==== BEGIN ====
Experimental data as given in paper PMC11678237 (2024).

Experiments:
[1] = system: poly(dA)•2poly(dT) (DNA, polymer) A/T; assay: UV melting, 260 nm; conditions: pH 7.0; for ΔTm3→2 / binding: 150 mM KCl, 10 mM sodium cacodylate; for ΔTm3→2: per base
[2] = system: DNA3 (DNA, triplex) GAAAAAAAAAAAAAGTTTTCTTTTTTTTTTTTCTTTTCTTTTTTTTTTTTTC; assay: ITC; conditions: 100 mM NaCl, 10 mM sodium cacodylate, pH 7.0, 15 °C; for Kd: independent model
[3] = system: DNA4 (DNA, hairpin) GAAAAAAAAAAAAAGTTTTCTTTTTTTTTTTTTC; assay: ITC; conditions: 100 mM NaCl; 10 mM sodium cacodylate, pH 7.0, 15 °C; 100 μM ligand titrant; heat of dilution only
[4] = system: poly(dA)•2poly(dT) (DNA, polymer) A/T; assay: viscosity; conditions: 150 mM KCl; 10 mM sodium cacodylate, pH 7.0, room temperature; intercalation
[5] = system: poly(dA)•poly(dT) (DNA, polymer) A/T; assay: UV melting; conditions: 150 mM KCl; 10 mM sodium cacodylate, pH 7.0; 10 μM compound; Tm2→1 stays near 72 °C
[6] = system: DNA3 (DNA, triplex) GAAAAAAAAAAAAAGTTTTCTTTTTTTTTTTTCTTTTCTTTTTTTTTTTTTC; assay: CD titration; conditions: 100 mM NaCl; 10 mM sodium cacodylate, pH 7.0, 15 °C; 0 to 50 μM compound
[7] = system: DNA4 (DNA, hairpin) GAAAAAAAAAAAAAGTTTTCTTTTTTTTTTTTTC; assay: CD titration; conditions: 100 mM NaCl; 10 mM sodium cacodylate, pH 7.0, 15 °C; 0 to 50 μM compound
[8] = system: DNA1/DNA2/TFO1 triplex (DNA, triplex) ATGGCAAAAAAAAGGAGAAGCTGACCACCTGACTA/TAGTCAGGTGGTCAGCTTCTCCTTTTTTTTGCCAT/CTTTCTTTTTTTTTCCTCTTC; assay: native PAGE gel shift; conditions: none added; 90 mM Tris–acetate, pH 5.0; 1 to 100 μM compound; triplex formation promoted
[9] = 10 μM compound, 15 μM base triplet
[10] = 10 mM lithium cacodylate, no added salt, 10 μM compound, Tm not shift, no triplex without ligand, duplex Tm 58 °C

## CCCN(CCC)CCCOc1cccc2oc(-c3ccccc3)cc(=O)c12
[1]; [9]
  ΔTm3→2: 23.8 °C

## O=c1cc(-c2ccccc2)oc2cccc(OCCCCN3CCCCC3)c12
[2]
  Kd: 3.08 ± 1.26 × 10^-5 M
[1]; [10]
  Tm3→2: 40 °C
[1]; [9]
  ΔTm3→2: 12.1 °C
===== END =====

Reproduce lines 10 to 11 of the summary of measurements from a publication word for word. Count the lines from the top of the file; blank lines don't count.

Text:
[8] = system: DNA1/DNA2/TFO1 triplex (DNA, triplex) ATGGCAAAAAAAAGGAGAAGCTGACCACCTGACTA/TAGTCAGGTGGTCAGCTTCTCCTTTTTTTTGCCAT/CTTTCTTTTTTTTTCCTCTTC; assay: native PAGE gel shift; conditions: none added; 90 mM Tris–acetate, pH 5.0; 1 to 100 μM compound; triplex formation promoted
[9] = 10 μM compound, 15 μM base triplet